I don’t make a lot of changes to my 401(k) account. Heck, I barely touch the thing. That&rsquo...
Seeing Dividends Clearly—and Growth, Too
06/01/2010 11:19 am EST
Josh Peters, editor of Morningstar DividendInvestor, and analyst Thomas Mullarkey find a dividend-paying packaging company with a nifty new product that could boost profits.
You can see a Bemis (NYSE: BMS) product in just about every aisle of your local grocery store and not even know it.
About 70% of Bemis' revenue comes from packaging solutions for foods and beverages, and 15%-20% is derived from packaging for consumer, health care, and industrial products.
Bemis competes with many other firms in the flexible packaging market, includingSealed Air (NYSE: SEE), Sonoco Products (NYSE: SON), and Winpak, but a strong material science portfolio allows the firm to develop unique packaging products that endow it with a narrow economic moat.
Its new FreshCase films [are] capable of greatly extending the shelf life of beef, pork, and poultry, which will reduce the amount of waste and price markdowns at the retailer.
Currently, most of Bemis's meat packaging centers on processed meats. If FreshCase film is approved [by regulators] and gains wide market acceptance, it will not cannibalize Bemis's own sales, but rather poach away much of its competitors' (such as Sealed Air's) fresh meat packaging business.
Bemis's pressure-sensitive material segment is not as attractive a business and has typically garnered low- to mid-single-digit operating margins. Products include labels and graphic products, such as signage materials and vehicle wraps.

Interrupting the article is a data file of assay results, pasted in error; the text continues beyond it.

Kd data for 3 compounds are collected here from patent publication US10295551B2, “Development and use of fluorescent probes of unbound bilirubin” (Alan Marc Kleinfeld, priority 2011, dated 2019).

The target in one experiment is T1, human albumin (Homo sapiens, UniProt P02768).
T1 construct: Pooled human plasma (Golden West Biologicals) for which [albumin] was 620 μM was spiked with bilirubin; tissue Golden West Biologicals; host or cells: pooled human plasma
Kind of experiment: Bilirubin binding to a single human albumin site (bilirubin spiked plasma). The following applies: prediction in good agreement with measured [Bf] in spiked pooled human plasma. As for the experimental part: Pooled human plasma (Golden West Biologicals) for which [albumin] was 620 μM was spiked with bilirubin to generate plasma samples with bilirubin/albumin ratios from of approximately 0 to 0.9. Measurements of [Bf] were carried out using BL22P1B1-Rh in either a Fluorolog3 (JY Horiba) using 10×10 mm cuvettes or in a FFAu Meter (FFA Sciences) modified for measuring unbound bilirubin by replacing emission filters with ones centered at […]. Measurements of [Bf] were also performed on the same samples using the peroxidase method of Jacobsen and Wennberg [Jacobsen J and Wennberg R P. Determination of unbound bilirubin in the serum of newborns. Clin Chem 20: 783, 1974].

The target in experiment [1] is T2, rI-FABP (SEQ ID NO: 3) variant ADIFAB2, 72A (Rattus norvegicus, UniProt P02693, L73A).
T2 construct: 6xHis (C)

While we doubt this segment can earn its cost of capital over an economic cycle, it now makes up only around 10% of Bemis's sales and an even smaller portion of profits and should not materially hinder the firm's long-term progress.
Bemis wisely financed much of the [recent] Alcan acquisition with new common equity; debt is 46% of total capital, and other metrics remain solidly investment grade. The firm targets a dividend payout ratio between 35% and 45%. Based on management's 2010 forecast, disbursements will land at the top end of this range, but we believe this target provides healthy security, given the modest variability of operating profits.
Acquisitions aside, we expect Bemis's flexible packaging segment to grow at 3%-5% per year, as unit shipments and pricing in mature markets inch upward, per capita packaged food consumption in Latin America increases, and food producers shift towards higher-value packaging solutions. We also anticipate a modest rebound in profit margins as operating costs are cut following the Alcan deal.
Though the dividend is unlikely to resume more than nominal rates of growth until the payout ratio falls into the 40% area, a resumption of share repurchases or smaller, bolt-on acquisitions in future years rounds out our long-run dividend growth forecast of 7.5% annually.
At our Dividend Buy price of $25, representing a 24% discount to our $33 fair value estimate, Bemis shares would yield 3.7% (nearly double the market average), with an annual total-return potential of about 11%. (The shares closed below $29 Friday—Editor.)
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